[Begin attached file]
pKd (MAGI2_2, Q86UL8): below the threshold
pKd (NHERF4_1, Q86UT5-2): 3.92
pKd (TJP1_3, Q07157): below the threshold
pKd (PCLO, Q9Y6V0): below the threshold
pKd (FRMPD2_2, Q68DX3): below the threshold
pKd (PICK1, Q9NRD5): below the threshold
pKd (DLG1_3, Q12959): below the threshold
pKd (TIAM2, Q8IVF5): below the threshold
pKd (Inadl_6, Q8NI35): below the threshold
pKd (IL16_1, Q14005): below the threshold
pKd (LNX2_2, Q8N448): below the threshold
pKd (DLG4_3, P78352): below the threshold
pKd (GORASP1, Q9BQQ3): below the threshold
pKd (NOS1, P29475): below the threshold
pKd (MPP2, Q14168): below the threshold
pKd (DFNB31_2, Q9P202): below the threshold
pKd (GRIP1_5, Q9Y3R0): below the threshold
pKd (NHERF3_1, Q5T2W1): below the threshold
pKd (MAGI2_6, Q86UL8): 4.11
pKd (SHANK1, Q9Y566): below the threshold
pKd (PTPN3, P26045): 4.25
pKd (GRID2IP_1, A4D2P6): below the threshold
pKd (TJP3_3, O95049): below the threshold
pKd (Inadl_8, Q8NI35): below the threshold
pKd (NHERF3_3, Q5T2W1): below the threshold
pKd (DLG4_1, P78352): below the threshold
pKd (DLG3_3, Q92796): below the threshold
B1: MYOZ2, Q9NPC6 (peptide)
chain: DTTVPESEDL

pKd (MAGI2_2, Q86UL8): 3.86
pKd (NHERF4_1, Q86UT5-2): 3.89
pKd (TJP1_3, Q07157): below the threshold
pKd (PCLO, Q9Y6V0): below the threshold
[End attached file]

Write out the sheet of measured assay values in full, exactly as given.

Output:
pKd (MAGI2_2, Q86UL8): below the threshold
pKd (NHERF4_1, Q86UT5-2): 3.92
pKd (TJP1_3, Q07157): below the threshold
pKd (PCLO, Q9Y6V0): below the threshold
pKd (FRMPD2_2, Q68DX3): below the threshold
pKd (PICK1, Q9NRD5): below the threshold
pKd (DLG1_3, Q12959): below the threshold
pKd (TIAM2, Q8IVF5): below the threshold
pKd (Inadl_6, Q8NI35): below the threshold
pKd (IL16_1, Q14005): below the threshold
pKd (LNX2_2, Q8N448): below the threshold
pKd (DLG4_3, P78352): below the threshold
pKd (GORASP1, Q9BQQ3): below the threshold
pKd (NOS1, P29475): below the threshold
pKd (MPP2, Q14168): below the threshold
pKd (DFNB31_2, Q9P202): below the threshold
pKd (GRIP1_5, Q9Y3R0): below the threshold
pKd (NHERF3_1, Q5T2W1): below the threshold
pKd (MAGI2_6, Q86UL8): 4.11
pKd (SHANK1, Q9Y566): below the threshold
pKd (PTPN3, P26045): 4.25
pKd (GRID2IP_1, A4D2P6): below the threshold
pKd (TJP3_3, O95049): below the threshold
pKd (Inadl_8, Q8NI35): below the threshold
pKd (NHERF3_3, Q5T2W1): below the threshold
pKd (DLG4_1, P78352): below the threshold
pKd (DLG3_3, Q92796): below the threshold
B1: MYOZ2, Q9NPC6 (peptide)
chain: DTTVPESEDL

pKd (MAGI2_2, Q86UL8): 3.86
pKd (NHERF4_1, Q86UT5-2): 3.89
pKd (TJP1_3, Q07157): below the threshold
pKd (PCLO, Q9Y6V0): below the threshold